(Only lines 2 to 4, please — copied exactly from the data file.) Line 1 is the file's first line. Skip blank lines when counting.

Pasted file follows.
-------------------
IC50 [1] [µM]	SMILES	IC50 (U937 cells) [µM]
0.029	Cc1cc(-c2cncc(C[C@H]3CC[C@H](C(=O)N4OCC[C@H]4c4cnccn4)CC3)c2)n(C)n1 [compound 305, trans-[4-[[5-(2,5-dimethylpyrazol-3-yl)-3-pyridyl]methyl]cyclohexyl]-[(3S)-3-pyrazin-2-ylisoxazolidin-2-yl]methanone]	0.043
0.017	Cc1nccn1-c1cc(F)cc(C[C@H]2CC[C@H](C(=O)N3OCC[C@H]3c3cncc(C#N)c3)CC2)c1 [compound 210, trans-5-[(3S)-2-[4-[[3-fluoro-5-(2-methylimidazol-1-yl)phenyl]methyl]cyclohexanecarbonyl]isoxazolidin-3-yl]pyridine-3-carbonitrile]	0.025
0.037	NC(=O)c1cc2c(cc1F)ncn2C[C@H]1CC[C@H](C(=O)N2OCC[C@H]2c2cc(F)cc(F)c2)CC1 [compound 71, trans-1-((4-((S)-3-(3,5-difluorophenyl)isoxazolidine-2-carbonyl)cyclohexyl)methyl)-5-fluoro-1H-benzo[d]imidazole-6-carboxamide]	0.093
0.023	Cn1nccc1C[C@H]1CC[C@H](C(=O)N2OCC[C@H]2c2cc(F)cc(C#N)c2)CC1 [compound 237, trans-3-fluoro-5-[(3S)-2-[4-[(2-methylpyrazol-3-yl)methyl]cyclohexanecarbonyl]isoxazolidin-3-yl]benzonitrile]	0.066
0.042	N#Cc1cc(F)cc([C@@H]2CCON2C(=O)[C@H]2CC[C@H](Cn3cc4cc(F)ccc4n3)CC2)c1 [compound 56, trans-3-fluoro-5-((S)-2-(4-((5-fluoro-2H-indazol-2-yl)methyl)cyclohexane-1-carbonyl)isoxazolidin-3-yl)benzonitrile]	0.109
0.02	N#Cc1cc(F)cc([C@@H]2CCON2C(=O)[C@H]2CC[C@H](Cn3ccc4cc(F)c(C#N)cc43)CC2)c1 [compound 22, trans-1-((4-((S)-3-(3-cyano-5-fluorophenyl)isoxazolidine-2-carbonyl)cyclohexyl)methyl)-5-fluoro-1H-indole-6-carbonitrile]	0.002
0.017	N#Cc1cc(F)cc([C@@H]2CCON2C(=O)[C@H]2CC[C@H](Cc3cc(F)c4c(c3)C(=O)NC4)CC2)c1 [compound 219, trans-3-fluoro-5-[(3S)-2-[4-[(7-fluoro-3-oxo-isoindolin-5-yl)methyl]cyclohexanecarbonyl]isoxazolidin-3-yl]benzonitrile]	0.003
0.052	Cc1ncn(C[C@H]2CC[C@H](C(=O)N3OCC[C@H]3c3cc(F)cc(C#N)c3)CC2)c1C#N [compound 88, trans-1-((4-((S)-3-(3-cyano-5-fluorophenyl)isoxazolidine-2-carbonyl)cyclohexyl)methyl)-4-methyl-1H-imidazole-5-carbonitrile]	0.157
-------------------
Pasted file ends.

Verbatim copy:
0.029	Cc1cc(-c2cncc(C[C@H]3CC[C@H](C(=O)N4OCC[C@H]4c4cnccn4)CC3)c2)n(C)n1 [compound 305, trans-[4-[[5-(2,5-dimethylpyrazol-3-yl)-3-pyridyl]methyl]cyclohexyl]-[(3S)-3-pyrazin-2-ylisoxazolidin-2-yl]methanone]	0.043
0.017	Cc1nccn1-c1cc(F)cc(C[C@H]2CC[C@H](C(=O)N3OCC[C@H]3c3cncc(C#N)c3)CC2)c1 [compound 210, trans-5-[(3S)-2-[4-[[3-fluoro-5-(2-methylimidazol-1-yl)phenyl]methyl]cyclohexanecarbonyl]isoxazolidin-3-yl]pyridine-3-carbonitrile]	0.025
0.037	NC(=O)c1cc2c(cc1F)ncn2C[C@H]1CC[C@H](C(=O)N2OCC[C@H]2c2cc(F)cc(F)c2)CC1 [compound 71, trans-1-((4-((S)-3-(3,5-difluorophenyl)isoxazolidine-2-carbonyl)cyclohexyl)methyl)-5-fluoro-1H-benzo[d]imidazole-6-carboxamide]	0.093